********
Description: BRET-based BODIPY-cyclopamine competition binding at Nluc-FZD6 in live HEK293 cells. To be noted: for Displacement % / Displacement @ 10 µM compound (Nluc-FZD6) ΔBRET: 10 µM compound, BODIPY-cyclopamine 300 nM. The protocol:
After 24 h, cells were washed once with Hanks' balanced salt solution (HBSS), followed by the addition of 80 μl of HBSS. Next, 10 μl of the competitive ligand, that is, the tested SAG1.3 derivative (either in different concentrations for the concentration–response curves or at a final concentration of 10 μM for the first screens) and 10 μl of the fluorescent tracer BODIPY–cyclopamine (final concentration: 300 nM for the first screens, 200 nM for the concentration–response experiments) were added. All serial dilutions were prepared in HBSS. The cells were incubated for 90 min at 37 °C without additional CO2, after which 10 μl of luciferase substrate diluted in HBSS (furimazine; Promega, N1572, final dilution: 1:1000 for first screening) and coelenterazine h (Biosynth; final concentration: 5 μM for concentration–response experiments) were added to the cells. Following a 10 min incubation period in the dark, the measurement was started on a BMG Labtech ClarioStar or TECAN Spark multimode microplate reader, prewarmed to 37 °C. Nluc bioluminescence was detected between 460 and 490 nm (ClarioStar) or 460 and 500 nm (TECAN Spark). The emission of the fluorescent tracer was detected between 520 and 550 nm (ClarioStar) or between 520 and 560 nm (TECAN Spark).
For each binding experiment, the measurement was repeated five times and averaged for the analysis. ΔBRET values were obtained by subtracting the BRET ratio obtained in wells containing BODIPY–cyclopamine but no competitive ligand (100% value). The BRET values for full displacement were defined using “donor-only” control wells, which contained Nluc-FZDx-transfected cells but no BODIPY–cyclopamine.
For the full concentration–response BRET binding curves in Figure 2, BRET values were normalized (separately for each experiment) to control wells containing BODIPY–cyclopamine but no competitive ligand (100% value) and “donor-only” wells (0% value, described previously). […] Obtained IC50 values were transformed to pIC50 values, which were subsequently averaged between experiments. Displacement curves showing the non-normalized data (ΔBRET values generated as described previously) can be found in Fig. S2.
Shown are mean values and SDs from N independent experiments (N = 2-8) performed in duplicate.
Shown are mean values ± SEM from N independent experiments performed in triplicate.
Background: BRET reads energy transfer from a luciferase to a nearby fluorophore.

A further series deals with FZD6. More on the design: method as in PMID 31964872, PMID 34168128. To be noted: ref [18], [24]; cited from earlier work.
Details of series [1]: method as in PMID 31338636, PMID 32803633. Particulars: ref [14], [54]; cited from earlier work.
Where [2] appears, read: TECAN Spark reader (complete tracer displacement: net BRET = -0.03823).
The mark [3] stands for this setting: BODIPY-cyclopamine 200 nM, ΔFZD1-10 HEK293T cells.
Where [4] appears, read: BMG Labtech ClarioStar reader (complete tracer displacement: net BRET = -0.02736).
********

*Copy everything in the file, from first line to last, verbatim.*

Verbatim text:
Description: BRET-based BODIPY-cyclopamine competition binding at Nluc-FZD6 in live HEK293 cells. To be noted: for Displacement % / Displacement @ 10 µM compound (Nluc-FZD6) ΔBRET: 10 µM compound, BODIPY-cyclopamine 300 nM. The protocol:
After 24 h, cells were washed once with Hanks' balanced salt solution (HBSS), followed by the addition of 80 μl of HBSS. Next, 10 μl of the competitive ligand, that is, the tested SAG1.3 derivative (either in different concentrations for the concentration–response curves or at a final concentration of 10 μM for the first screens) and 10 μl of the fluorescent tracer BODIPY–cyclopamine (final concentration: 300 nM for the first screens, 200 nM for the concentration–response experiments) were added. All serial dilutions were prepared in HBSS. The cells were incubated for 90 min at 37 °C without additional CO2, after which 10 μl of luciferase substrate diluted in HBSS (furimazine; Promega, N1572, final dilution: 1:1000 for first screening) and coelenterazine h (Biosynth; final concentration: 5 μM for concentration–response experiments) were added to the cells. Following a 10 min incubation period in the dark, the measurement was started on a BMG Labtech ClarioStar or TECAN Spark multimode microplate reader, prewarmed to 37 °C. Nluc bioluminescence was detected between 460 and 490 nm (ClarioStar) or 460 and 500 nm (TECAN Spark). The emission of the fluorescent tracer was detected between 520 and 550 nm (ClarioStar) or between 520 and 560 nm (TECAN Spark).
For each binding experiment, the measurement was repeated five times and averaged for the analysis. ΔBRET values were obtained by subtracting the BRET ratio obtained in wells containing BODIPY–cyclopamine but no competitive ligand (100% value). The BRET values for full displacement were defined using “donor-only” control wells, which contained Nluc-FZDx-transfected cells but no BODIPY–cyclopamine.
For the full concentration–response BRET binding curves in Figure 2, BRET values were normalized (separately for each experiment) to control wells containing BODIPY–cyclopamine but no competitive ligand (100% value) and “donor-only” wells (0% value, described previously). […] Obtained IC50 values were transformed to pIC50 values, which were subsequently averaged between experiments. Displacement curves showing the non-normalized data (ΔBRET values generated as described previously) can be found in Fig. S2.
Shown are mean values and SDs from N independent experiments (N = 2-8) performed in duplicate.
Shown are mean values ± SEM from N independent experiments performed in triplicate.
Background: BRET reads energy transfer from a luciferase to a nearby fluorophore.

A further series deals with FZD6. More on the design: method as in PMID 31964872, PMID 34168128. To be noted: ref [18], [24]; cited from earlier work.
Details of series [1]: method as in PMID 31338636, PMID 32803633. Particulars: ref [14], [54]; cited from earlier work.
Where [2] appears, read: TECAN Spark reader (complete tracer displacement: net BRET = -0.03823).
The mark [3] stands for this setting: BODIPY-cyclopamine 200 nM, ΔFZD1-10 HEK293T cells.
Where [4] appears, read: BMG Labtech ClarioStar reader (complete tracer displacement: net BRET = -0.02736).